Sunday, 3 May 2009

Why we still don’t live in a post-feminist world: Reason #2398

My partner and I went out for dinner the other night for a treat, and it was very nice indeed. Good food, nice service, lovely warm dining room, lots of cheesey 80s music.

Then we finished the meal and the wait staff asked my partner if we’d like the bill now. I said yes please. The little black folder (why do they do that?) was brought over and placed by my partner. We discussed how we would pay for the meal* and my partner put the appropriate piece of plastic in the folder. The wait staff returned and carried out the transaction, throughout smiling at me but talking about the payment with my partner.

When it’s regular practice to put the bill in between diners, rather than automatically giving it to the man at the table, that’s when I’ll believe we live in a post-feminist world. We’re clearly not there yet.

* Our finances have been married for many years, so it was about which account to use.


Cactus Kate said...

I think staff are trained to spot couples. You obviously looked like an old married couple so of course the man would pay. Why would any woman pay to take her husband out for dinner?

katy said...

I can see how irksome this must have been if you were the one leading the bill paying. Maybe worth saying something next time? Maybe they weren't aware they were doing it?

"Why would any woman pay to take her husband out for dinner?"

I can't say that it makes me feel any less special if I use my card from the joint account rather than him using his. In the division of labour in our household I end up looking after the finances which my husband loves because it means he doesn't have to think about it. My guess is that this isn't that unsual?

Random lurker said...

Next time you visit a restaurant try the following:

Greet the waiter on the way in, with solid eye-contact and a polite smile, preferably with a handshake (your parter may also greet the waiter, but only after you). Ask to be directed to your table. During dinner make sure if something is needed you do the asking and if either you or you partner needs to attract the attention of the waiter, make sure it's you that does it. You don't order for your partner, but you direct the waiters attention towards your partner when it is time to order (it's only polite to let your 'guest' order first by the way).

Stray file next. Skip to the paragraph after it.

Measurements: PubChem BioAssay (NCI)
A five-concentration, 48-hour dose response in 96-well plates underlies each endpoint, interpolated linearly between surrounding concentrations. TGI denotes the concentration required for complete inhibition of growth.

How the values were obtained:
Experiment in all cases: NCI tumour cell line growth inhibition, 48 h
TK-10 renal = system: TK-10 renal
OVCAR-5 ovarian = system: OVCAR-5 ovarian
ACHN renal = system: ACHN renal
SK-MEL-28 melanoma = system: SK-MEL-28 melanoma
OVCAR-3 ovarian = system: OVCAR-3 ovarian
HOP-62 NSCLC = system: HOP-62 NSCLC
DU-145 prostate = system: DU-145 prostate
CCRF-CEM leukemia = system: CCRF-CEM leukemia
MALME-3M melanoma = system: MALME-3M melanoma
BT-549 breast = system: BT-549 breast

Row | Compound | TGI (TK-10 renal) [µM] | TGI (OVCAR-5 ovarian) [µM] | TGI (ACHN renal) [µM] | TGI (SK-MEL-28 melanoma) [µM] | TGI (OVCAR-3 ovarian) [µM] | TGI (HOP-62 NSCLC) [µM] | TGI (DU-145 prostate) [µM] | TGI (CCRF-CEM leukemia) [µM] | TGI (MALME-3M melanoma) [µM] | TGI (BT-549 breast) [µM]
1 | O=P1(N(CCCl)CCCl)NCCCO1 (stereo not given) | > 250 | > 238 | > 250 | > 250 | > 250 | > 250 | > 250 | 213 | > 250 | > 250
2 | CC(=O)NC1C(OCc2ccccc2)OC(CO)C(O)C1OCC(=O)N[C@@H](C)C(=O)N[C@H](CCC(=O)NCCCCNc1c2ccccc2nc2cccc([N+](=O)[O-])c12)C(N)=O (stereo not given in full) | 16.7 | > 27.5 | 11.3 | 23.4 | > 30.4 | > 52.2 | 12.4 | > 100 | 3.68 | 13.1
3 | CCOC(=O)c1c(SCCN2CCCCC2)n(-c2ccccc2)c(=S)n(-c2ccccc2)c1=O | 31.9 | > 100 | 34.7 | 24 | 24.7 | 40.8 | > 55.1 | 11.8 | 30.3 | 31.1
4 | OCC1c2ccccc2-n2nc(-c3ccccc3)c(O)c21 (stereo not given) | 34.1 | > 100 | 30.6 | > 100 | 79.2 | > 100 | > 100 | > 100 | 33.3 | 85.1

(Take it in turns with your partner for different restaurant outings)

Finally when it comes time to pay the bill, remain quiet and see if the waiter addresses you or your partner with regards to payment.

Or was that how the evening went on this occasion anyway?

I suspect that if you were to establish early on that you were the 'host' of your party then it is you that would be addressed regardless of your gender. Food&Beverage staff typically would be reluctant, I suspect, to not address anyone in particular (for example leaving the little black folder between the diners) for fear of seeming to provide impersonal and poor customer service.

Lucy said...

A very similar thing happened a couple of weeks ago when my friend's mother took my friend, me, and my partner out to dinner. They gave the bill to my partner - the only male at the table. This in spite of the fact that when you have one well-dressed middle-aged woman + three semi-casually dressed people in their twenties, including one with *graduation regalia*...who's most likely to be paying for the meal? Hint: not one of the young people.

(My partner was really gobsmacked, actually - it took him a second to work out why they were pointing the little black thing at him...)

Oh, and Cactus Kate? I pay to take my fiance out for dinner. That would be called "my turn to pay". I doubt it's that uncommon.

lauredhel said...

Ohyes. And wine lists, and the first bit of the wine to taste.. it goes on and on. I've noticed restaurants a little better about the tasting over the past 2-3 years, tending to ask who's going to taste, or take cues from who ordered the wine.

A friend of mine went shopping with her husband for a suit. When it came time to pay, she handed her AMA Gold Card (name on card: Dr ObviouslyFeminineFirstname Surname) to the shop assistant. The assistant ran it through, then handed it to her husband to sign. Her husband handed it to her to sign, and the assistant snatched it away from her, castigating her "No, the DOCTOR has to sign!"

Joanna said...

I don't dine as a part of a couple very often, but usually it's me who is offered the wine to taste, because it will have been me who ordered it. I can't remember the last time I had a bill put on the table in front of me by any restaurant staff. I obviously need to up my class quota.